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This poem is taken from PN Review 149, Volume 29 Number 3, January - February 2003.

Four Poems (translated by Teresa Iverson) Gottfried Benn

Gottfried Benn (1886-1956) is considered one of Germany's greatest twentieth-century poets.

'Creation' (1928), the earliest poem in this selection and the predecessor by thirteen years of Benn's famous 'A Word', highlights in brief quatrains the poetic act, one of his most constant themes. The word that arises out of 'empty space' in the creative act was more potent for Benn than the 'Fiat lux' of Genesis since it persists as nothing else in the world of becoming.

One hallmark of Benn's lyric shorthand is contradiction: 'love and ruin', 'sink and rise' in two phrases from 'Once More' (1935). His is a poetry of dark joy, with the emphasis typically descending toward the darker of his oppositions.

'Partly' (1954) and 'No Mourning' (1956) date from Benn's last two years. The autobiographical focus in 'Partly', largely missing from earlier work, becomes more characteristic in his late poems.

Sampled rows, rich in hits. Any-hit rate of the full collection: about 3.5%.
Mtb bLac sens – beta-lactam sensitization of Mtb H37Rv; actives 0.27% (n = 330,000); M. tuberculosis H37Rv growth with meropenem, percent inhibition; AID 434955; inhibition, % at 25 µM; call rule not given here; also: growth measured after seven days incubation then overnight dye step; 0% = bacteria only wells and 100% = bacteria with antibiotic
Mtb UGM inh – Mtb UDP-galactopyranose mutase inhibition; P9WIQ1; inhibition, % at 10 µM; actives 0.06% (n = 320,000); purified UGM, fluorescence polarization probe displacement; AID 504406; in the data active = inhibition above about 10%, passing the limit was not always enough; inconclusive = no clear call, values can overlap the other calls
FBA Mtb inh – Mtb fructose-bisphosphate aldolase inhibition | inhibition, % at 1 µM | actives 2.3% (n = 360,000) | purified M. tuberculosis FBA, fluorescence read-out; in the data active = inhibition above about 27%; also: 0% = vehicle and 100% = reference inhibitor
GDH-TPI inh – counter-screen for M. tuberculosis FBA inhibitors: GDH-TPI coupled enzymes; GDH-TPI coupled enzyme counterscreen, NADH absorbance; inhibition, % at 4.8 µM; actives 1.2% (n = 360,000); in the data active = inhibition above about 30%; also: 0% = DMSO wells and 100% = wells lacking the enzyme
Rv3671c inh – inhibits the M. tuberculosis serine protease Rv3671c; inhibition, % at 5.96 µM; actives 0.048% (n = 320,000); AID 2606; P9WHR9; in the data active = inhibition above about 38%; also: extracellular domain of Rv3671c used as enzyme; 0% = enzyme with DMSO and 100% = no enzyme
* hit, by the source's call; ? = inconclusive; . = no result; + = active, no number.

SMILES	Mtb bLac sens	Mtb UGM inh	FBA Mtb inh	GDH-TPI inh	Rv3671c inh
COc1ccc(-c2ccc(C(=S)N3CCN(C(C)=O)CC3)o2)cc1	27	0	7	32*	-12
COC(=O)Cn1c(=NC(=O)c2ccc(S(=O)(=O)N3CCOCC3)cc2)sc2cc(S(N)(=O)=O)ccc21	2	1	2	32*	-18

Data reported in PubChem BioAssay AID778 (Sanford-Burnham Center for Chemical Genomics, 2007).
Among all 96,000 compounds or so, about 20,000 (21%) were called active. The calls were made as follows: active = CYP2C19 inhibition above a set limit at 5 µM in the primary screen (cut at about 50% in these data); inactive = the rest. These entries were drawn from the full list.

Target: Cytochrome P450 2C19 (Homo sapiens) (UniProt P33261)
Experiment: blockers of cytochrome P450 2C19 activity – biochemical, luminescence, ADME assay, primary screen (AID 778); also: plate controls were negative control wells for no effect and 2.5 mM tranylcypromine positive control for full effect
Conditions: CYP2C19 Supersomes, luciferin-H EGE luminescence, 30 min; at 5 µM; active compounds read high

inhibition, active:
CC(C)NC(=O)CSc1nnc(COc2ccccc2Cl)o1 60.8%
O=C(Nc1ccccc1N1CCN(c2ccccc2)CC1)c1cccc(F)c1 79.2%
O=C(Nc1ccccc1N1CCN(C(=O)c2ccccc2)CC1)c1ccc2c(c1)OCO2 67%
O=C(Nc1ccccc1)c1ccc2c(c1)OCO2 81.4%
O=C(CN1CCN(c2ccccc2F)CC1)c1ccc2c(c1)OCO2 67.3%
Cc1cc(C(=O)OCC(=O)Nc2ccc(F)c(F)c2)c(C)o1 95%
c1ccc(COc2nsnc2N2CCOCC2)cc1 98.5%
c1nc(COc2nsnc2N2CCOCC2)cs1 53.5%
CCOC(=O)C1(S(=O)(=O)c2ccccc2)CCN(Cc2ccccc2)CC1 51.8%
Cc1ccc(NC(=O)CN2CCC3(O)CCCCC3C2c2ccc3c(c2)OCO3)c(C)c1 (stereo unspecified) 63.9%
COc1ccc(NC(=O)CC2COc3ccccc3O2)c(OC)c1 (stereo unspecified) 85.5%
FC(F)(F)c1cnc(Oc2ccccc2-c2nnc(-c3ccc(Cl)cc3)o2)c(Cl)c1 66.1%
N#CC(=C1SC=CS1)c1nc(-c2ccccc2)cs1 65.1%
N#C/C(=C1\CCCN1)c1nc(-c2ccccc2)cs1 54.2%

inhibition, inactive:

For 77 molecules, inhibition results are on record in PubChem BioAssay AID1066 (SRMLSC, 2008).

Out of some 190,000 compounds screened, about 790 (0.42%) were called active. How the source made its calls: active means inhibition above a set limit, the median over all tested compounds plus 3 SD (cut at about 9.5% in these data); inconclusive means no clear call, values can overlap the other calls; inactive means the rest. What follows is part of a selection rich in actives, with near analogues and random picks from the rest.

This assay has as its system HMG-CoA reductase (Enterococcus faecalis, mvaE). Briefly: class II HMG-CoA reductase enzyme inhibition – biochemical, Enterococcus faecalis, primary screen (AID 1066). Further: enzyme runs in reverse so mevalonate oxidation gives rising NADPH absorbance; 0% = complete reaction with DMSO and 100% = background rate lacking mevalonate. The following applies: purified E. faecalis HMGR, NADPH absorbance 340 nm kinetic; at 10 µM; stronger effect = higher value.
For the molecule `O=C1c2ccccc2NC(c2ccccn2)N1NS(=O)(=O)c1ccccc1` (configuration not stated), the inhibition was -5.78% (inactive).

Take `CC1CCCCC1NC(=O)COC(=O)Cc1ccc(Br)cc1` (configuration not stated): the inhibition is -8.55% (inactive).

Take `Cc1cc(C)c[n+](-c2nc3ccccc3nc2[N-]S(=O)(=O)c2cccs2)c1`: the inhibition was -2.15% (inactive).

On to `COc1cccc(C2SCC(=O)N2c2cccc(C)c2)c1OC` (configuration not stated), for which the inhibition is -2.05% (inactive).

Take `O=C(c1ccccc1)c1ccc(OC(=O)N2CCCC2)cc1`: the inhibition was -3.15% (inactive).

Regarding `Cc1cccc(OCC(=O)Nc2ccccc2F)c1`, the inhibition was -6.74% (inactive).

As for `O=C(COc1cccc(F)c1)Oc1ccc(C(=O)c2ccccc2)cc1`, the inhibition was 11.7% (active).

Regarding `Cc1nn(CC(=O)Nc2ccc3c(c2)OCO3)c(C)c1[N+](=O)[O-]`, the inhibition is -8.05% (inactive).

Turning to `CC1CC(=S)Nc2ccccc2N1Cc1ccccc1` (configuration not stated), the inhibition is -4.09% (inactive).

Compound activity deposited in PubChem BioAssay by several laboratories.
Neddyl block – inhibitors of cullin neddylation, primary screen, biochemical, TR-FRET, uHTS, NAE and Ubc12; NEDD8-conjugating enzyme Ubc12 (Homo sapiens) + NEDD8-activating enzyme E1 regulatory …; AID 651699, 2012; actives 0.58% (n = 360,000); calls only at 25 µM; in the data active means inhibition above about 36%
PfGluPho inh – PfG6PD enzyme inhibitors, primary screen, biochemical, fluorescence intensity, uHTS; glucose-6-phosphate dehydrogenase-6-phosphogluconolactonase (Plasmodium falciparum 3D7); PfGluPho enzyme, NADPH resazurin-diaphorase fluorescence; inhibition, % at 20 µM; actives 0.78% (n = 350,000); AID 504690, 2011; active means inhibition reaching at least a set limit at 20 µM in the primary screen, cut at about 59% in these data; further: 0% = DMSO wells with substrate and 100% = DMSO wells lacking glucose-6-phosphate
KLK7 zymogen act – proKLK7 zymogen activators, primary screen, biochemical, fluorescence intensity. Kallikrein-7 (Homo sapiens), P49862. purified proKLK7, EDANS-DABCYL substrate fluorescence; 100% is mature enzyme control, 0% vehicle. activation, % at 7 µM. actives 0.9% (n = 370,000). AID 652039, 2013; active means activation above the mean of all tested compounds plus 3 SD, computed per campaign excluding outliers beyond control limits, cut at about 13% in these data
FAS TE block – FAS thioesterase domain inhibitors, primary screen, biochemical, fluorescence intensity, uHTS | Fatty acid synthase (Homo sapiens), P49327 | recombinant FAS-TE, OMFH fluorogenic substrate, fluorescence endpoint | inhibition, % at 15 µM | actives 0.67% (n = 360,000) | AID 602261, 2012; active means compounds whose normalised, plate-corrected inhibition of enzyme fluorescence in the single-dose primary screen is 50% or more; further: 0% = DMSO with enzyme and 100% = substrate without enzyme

To the end, Benn affirms a greater-than-human, although strange and distant, presence. Whereas in 'Once More' and elsewhere he had referred to 'the gods', this presence becomes an abstract 'nameless wave... an over-earthly thing'. The 'weeping' of the earlier poem culminates in 'no mourning', and finally even the empty space around ego and word is less monstrous: 'agitated bed and tears - go to sleep!'


From jungles, crocodile-muddied,
six days who remembers, knows the spot -,
after all the gulp- and shout-bedamned:
the first ego, the first word.

A word, ego, a bit of fluff, a fire,
a torchlight's blue, a star's stripe
from where, to where - into the monster
of empty space around the word, round I.

Once More

Once more to weep - and die
with you: the dark meaning
of love and ruin,
for the strange distant gods.

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